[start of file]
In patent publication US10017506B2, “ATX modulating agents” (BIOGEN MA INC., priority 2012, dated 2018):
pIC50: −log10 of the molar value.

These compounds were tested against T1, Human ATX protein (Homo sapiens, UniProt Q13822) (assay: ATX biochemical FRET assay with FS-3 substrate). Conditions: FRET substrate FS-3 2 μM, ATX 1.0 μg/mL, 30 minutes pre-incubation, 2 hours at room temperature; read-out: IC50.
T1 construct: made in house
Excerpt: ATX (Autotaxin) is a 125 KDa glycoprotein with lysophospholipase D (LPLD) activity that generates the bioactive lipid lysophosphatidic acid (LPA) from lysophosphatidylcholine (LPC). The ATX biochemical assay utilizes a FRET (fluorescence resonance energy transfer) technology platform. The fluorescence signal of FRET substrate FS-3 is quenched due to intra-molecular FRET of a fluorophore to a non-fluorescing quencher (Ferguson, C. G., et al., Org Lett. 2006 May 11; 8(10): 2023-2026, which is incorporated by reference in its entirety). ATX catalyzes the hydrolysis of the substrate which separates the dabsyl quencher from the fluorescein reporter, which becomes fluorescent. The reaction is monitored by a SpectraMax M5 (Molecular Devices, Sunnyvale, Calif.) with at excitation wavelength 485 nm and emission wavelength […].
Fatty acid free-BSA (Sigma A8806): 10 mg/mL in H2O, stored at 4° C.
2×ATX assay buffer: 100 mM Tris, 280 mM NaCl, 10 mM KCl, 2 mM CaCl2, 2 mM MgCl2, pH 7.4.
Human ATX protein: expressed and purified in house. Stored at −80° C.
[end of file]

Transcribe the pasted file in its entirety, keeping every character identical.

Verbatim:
In patent publication US10017506B2, “ATX modulating agents” (BIOGEN MA INC., priority 2012, dated 2018):
pIC50: −log10 of the molar value.

These compounds were tested against T1, Human ATX protein (Homo sapiens, UniProt Q13822) (assay: ATX biochemical FRET assay with FS-3 substrate). Conditions: FRET substrate FS-3 2 μM, ATX 1.0 μg/mL, 30 minutes pre-incubation, 2 hours at room temperature; read-out: IC50.
T1 construct: made in house
Excerpt: ATX (Autotaxin) is a 125 KDa glycoprotein with lysophospholipase D (LPLD) activity that generates the bioactive lipid lysophosphatidic acid (LPA) from lysophosphatidylcholine (LPC). The ATX biochemical assay utilizes a FRET (fluorescence resonance energy transfer) technology platform. The fluorescence signal of FRET substrate FS-3 is quenched due to intra-molecular FRET of a fluorophore to a non-fluorescing quencher (Ferguson, C. G., et al., Org Lett. 2006 May 11; 8(10): 2023-2026, which is incorporated by reference in its entirety). ATX catalyzes the hydrolysis of the substrate which separates the dabsyl quencher from the fluorescein reporter, which becomes fluorescent. The reaction is monitored by a SpectraMax M5 (Molecular Devices, Sunnyvale, Calif.) with at excitation wavelength 485 nm and emission wavelength […].
Fatty acid free-BSA (Sigma A8806): 10 mg/mL in H2O, stored at 4° C.
2×ATX assay buffer: 100 mM Tris, 280 mM NaCl, 10 mM KCl, 2 mM CaCl2, 2 mM MgCl2, pH 7.4.
Human ATX protein: expressed and purified in house. Stored at −80° C.